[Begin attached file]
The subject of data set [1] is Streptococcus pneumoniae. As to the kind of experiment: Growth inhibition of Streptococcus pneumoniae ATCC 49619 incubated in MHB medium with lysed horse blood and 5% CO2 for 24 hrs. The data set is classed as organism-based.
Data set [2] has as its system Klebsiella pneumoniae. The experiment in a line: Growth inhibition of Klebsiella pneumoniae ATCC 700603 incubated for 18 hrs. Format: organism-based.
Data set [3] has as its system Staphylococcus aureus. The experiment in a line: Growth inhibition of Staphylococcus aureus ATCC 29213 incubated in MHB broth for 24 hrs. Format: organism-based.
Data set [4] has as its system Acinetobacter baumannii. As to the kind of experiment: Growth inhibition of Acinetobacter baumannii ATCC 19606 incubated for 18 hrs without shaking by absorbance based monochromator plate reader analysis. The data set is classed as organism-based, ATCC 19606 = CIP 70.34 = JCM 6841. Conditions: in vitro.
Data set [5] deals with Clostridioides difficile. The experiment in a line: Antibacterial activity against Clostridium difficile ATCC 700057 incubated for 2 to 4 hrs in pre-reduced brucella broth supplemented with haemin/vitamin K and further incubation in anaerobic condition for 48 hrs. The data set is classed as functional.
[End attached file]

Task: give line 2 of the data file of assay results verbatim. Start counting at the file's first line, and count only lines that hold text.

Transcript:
Data set [2] has as its system Klebsiella pneumoniae. The experiment in a line: Growth inhibition of Klebsiella pneumoniae ATCC 700603 incubated for 18 hrs. Format: organism-based.